3rd steep: 180 degrees, 90 seconds. I’ve never made a habit of more than two steeps but what the heck, I’m throwing caution to the wind today. Now the aroma is new-mown grass. The flavor is mellower now, but still rich. The rice is back, but more savory this time. I’m reminded of the cartoon where Wile E. Coyote pulls down a chart of the roadrunner and explains how each part of the bird has a different, delicious flavor – this tea has so many flavors it’s unbelievable.
Must. Have. More.

Preparation
180 °F / 82 °C 1 min, 0 sec
Rabs

Wonderful note! Love the Wile E. Coyote reference :)

Nicole Martin

This was one of the best oolongs i’ve ever had

Adham

That was the tea talking! Just looked at the price on the CTG website…not cheap, but worth it.

Alicia

Love the Wile E. Coyote reference.

maozed

“I’m reminded of the cartoon where Wile E. Coyote pulls down a chart of the roadrunner and explains how each part of the bird has a different, delicious flavor – this tea has so many flavors it’s unbelievable.”

Best description of a tea.

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100
596 tasting notes

Ok, yeah, I am friends with the owners of Chicago Tea Garden. I am also a Tie Guan Yin FIEND. And this is the best I’ve tasted. One of the best teas I’ve ever tasted. Oh my stars! Tastes like a pristine meadow on the first spring morning when the tiniest flowers, still covered with dew, first bloom.

Excuse me. I need some time alone now.

Preparation
185 °F / 85 °C 0 min, 30 sec
Little Yellow Teapot

My sample just arrived. Am very excited to try. Hope you enjoyed your “tea moment.”

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87
318 tasting notes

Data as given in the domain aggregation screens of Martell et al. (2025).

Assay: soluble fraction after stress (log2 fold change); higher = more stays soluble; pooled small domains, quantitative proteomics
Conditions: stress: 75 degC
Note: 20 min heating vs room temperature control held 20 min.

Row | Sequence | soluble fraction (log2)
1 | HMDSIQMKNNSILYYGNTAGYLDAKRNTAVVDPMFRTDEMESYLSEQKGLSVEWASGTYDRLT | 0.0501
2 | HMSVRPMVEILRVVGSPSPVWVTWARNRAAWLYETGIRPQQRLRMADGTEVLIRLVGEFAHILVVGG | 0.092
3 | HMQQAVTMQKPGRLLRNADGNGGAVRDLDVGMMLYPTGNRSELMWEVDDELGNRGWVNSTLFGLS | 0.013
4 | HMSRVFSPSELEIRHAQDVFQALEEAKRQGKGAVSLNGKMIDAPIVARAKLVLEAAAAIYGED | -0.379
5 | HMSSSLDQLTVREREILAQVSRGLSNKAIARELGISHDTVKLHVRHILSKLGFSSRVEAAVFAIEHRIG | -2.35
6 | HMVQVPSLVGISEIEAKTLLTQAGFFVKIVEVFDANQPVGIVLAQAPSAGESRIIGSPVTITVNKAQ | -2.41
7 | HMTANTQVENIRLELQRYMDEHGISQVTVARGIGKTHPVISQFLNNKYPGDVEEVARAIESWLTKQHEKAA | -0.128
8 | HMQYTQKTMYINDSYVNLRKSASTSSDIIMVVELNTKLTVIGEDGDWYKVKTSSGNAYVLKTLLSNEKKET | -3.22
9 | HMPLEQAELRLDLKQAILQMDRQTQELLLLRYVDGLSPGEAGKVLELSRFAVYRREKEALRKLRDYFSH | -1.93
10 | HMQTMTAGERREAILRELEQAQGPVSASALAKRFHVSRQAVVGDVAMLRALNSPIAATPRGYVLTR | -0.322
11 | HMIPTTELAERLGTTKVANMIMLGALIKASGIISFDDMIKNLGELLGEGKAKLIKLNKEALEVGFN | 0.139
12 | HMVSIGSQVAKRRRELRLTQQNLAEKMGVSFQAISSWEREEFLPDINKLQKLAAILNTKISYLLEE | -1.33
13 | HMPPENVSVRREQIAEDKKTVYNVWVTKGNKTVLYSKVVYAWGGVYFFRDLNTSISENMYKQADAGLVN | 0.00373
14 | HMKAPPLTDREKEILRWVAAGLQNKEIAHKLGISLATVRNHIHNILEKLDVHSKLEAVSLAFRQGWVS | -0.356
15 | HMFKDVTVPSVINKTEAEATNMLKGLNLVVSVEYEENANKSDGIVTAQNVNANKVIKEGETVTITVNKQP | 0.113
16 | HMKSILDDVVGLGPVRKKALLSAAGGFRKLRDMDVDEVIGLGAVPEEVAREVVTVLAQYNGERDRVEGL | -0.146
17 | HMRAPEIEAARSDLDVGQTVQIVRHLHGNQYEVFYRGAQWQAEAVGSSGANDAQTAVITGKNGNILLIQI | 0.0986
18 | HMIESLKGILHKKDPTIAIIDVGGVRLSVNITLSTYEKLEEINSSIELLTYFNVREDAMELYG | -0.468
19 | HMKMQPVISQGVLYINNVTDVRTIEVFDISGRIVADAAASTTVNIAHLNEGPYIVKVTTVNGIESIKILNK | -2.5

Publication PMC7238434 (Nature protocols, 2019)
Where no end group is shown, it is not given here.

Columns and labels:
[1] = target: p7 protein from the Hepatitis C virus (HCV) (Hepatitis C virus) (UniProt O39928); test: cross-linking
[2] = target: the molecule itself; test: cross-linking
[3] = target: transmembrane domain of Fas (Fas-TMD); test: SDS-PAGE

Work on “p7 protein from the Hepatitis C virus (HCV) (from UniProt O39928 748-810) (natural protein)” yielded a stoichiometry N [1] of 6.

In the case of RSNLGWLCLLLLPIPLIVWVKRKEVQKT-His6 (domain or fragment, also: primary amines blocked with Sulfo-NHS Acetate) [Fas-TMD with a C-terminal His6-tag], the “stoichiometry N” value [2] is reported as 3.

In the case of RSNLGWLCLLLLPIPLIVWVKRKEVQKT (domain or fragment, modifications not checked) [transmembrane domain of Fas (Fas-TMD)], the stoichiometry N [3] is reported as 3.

Thanks to Autumn Hearth for this!

I was in such an oolong mood today. I don’t know why. But I remembered I had this in my drawer!

It’s just what I want in an oolong: buttery, floral, a little creamy. There’s a natural sweetness to it that’s great. I’m on steep #3 (Western-style) and it’s still going strong.

Preparation
185 °F / 85 °C
Kiaharii

Mind if I ask what your steeping times where? I’m just having awful luck with oolongs.

Michelle

I did 2 min, ~2-3 min, 2 mi , 4 min. What oolongs are you trying?

Kiaharii

I have samples of Ti Kuan Yin, Dong Ding, and a milk oolong. My second steeps just suck, or maybe I don’t like oolong? I don’t know. :(

Michelle

Hm, I don’t know. I personally don’t particularly like milk oolongs, but I love TKY/DD ones. Are you using water around ~180, 190 and about 1tsp/cup?

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83
1962 tasting notes

Thanks to Ellen for sending me some of this tea in our recent swap! It’s sad that Chicago Tea Garden is no more because they had a lot of nice teas.

Upon steeping, this tea smelled amazingly buttery and floral and delicious. I tell you, I’ve been tasting a lot of teas this weekend that are not quite up my alley, but this is a return to form. This is a green green TGY, and I love it. Lots of warm, thick buttery notes, a certain creaminess, and a bunch of florals. Mmmm. Almost makes up for the fact that it is snowing heavily today (and is supposed to continue into tomorrow!)

Preparation
195 °F / 90 °C 3 min, 0 sec

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100
190 tasting notes

bought this with the steepster deal a few days ago. I’ve only had a sample of this back when Tony opened Chicago Tea Garden, but it left quite the impression on me, as i’m always thinking back to this tea when trying out other Tie Guan Yins. The taste is very smooth,floral, fruity and just plain fantastic.

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20 tasting notes